Battlefield 4 is a solid 1-2 punch of a large-scale singleplayer campaign and a multiplayer with the Commander mode making a big return for the first time since the old times of Battlefield 2142. The story takes place during a war of 2020 in the same timeline as BF3. There are even appearances from some familiar characters, if you’re the veteran of Battlefield 3’s singleplayer.
Multiplayer once again can handle up to 64 players on a single map, and the army choices increased to three: China, Russia, and the United States. The Commander has the same competencies as before, with the bonus of getting to watch the action from the eyes of one of the regular troops. Destructible environments got an update called Levolution, making it possible to completely change a map.
In Hardline, the series dropped the topic of war and instead turned its eye towards crime-fighting. The singleplayer story campaign revolves around a drug war, with a freshly minted detective Nick Mendoza as the protagonist, accompanied by a more experienced officer Khai Minh Dao. Together they’re going to track down the source of new drug surge in their jurisdiction.
The multiplayer part introduced several new game modes that could work well with Hardline’s crime-fighting theme. There’s Heist, which is self-explanatory, for example. There’s also Blood Money, which has both sides fighting over a cash cache, Hotwire using vehicles as “flags” to capture, hostage-oriented Rescue, and rapid-fire 5v5 Crosshair. Oh, and Levolution made a return from BF4.
Battlefield: Hardline Ultimate Edition
Battlefield 1, oddly enough: not the first Battlefield game, brought the series back to World War I once again, with the benefit of all the experience gained over the previous BF entries. It features both a singleplayer and a multiplayer segment, keeping in line with the standard established in a few previous entries, and it depicts a few perspectives of the war under the guise of “War Stories”.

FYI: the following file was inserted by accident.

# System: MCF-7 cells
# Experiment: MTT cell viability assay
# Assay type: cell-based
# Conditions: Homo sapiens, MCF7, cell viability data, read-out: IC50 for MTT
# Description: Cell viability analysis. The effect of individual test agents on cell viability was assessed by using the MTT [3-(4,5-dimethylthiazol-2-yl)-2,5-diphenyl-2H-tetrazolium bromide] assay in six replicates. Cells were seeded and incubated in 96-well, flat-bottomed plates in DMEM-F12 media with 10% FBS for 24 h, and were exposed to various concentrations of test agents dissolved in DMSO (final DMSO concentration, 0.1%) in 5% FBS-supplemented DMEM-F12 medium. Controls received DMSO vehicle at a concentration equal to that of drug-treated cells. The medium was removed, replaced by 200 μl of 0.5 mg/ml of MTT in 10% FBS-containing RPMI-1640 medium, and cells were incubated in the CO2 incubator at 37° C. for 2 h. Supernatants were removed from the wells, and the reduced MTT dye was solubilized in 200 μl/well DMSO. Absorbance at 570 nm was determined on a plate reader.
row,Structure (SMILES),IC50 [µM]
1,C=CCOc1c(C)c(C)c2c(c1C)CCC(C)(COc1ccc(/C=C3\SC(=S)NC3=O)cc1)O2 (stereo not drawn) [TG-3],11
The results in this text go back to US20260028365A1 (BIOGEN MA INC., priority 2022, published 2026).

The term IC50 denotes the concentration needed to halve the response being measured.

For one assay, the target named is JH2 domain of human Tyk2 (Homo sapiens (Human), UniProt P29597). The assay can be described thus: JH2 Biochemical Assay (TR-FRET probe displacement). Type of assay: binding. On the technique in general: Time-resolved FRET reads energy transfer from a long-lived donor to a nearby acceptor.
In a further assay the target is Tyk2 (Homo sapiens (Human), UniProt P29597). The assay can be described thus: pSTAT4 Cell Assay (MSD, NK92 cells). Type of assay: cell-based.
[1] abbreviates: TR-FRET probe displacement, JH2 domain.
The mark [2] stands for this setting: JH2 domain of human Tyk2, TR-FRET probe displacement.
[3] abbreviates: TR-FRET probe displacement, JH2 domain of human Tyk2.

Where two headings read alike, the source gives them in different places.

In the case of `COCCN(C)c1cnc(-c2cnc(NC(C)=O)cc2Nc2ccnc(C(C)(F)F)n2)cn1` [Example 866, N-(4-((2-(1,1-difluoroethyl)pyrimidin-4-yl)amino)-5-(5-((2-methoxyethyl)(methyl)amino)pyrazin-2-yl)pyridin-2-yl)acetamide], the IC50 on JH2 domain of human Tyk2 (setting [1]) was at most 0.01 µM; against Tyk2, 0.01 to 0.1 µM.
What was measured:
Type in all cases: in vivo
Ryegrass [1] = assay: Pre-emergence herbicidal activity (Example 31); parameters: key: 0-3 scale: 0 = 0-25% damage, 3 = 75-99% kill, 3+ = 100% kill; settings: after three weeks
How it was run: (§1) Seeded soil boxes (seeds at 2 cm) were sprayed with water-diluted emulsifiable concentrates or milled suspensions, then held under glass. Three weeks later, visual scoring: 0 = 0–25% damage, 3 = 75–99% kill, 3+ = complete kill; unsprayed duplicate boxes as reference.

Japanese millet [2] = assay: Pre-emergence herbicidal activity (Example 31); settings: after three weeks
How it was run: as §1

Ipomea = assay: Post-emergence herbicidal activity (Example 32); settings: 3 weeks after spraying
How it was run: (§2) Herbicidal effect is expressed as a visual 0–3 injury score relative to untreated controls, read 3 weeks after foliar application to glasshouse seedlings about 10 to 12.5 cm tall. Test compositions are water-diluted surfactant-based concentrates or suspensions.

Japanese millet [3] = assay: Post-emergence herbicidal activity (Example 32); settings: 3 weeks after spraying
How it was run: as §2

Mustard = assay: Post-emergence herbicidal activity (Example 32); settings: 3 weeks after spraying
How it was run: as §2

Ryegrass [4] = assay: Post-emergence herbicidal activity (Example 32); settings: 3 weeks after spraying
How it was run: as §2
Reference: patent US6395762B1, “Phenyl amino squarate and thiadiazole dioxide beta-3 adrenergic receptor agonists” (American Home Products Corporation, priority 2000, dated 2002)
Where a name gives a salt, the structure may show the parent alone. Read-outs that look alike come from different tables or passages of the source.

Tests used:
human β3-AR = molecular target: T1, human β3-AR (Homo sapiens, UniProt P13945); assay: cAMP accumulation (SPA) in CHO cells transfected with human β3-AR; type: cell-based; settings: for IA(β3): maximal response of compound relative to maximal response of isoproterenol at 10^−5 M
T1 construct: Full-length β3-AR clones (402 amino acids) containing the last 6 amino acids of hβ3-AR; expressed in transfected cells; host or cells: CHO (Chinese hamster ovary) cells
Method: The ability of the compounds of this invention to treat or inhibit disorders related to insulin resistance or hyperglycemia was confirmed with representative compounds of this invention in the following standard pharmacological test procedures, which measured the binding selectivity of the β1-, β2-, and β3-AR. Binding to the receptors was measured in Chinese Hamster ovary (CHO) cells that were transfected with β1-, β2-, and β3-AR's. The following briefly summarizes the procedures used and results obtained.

In the multiplayer part of the BF1 experience, the main course is the Operations mode, which plays out across several maps, moving the front one way or the other depending on which side wins the preceding battle. There’s also a War Pigeons mode, itself a twist on a Capture the Flag mode, or Conquest, which adds vehicles like a huge Zeppelin to assist a team suffering from heavy losses.
Where BF1 took the story and the action to WWI, Battlefield 5 moves the timeline back towards the conflict familiar to long-standing BF fans: World War II. EA DICE appear committed to providing their players with a singleplayer experience, and once again they fall on the War Stories which worked very well for BF1. There are four episodes and an introduction, for a total of five stories.
BF5 introduced the battle royale mode to the series, under the name Firestorm, and expanded the Operations mode into Grand Operations. There’s also a four-player cooperative Combined Arms mode, in case you don’t feel like intense PvP that defined the other multiplayer modes. A really nice feature is that the missions played in Combined Arms are never exactly the same.
Battlefield has always focused on the “combined arms” playstyle, which involved the cooperation between infantry, ground vehicles, and air superiority. The games also tend toward emphasizing teamwork through distinct classes clearly geared towards a specific role, like a medic or a scout. Many BF games are centered around big battles with 64 players on the map, cooperating across large locations, which in the later installments became more dynamic thanks to the Levolution system.
Battlefield’s main competition is the Call of Duty games, which, in general, are oriented more towards individual performance and twitch-shooting. The playstyles are different enough to make each series quite safe in its particular niche, but there is certainly some overlap, especially since Battlefield picked up the habit of putting story campaigns into their games, something that has been an essential element of CoD for years.
That concludes our list, and it’s a long one. There have been enough Battlefield games released for any fan of tactically-minded first-person shooters to find the right one for themselves And if somehow this is not the case, there are plenty of games just like Battlefield that might suit your needs better.